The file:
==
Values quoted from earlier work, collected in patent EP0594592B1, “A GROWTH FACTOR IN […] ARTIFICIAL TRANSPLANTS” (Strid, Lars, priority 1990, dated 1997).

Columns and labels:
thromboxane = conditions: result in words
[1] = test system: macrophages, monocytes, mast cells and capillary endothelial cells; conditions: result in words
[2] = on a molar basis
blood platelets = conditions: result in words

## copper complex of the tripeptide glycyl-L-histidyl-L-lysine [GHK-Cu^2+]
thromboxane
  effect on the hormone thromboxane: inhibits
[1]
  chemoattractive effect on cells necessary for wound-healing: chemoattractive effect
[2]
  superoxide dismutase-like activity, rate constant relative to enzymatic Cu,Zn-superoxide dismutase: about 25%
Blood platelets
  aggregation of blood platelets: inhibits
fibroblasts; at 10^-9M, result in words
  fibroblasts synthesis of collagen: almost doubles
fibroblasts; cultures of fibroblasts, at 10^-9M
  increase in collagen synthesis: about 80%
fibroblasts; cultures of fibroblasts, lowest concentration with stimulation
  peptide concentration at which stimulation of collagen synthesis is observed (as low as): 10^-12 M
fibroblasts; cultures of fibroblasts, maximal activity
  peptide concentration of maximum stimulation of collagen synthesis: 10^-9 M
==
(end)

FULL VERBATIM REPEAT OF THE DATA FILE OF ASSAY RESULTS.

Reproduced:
Values quoted from earlier work, collected in patent EP0594592B1, “A GROWTH FACTOR IN […] ARTIFICIAL TRANSPLANTS” (Strid, Lars, priority 1990, dated 1997).

Columns and labels:
thromboxane = conditions: result in words
[1] = test system: macrophages, monocytes, mast cells and capillary endothelial cells; conditions: result in words
[2] = on a molar basis
blood platelets = conditions: result in words

## copper complex of the tripeptide glycyl-L-histidyl-L-lysine [GHK-Cu^2+]
thromboxane
  effect on the hormone thromboxane: inhibits
[1]
  chemoattractive effect on cells necessary for wound-healing: chemoattractive effect
[2]
  superoxide dismutase-like activity, rate constant relative to enzymatic Cu,Zn-superoxide dismutase: about 25%
Blood platelets
  aggregation of blood platelets: inhibits
fibroblasts; at 10^-9M, result in words
  fibroblasts synthesis of collagen: almost doubles
fibroblasts; cultures of fibroblasts, at 10^-9M
  increase in collagen synthesis: about 80%
fibroblasts; cultures of fibroblasts, lowest concentration with stimulation
  peptide concentration at which stimulation of collagen synthesis is observed (as low as): 10^-12 M
fibroblasts; cultures of fibroblasts, maximal activity
  peptide concentration of maximum stimulation of collagen synthesis: 10^-9 M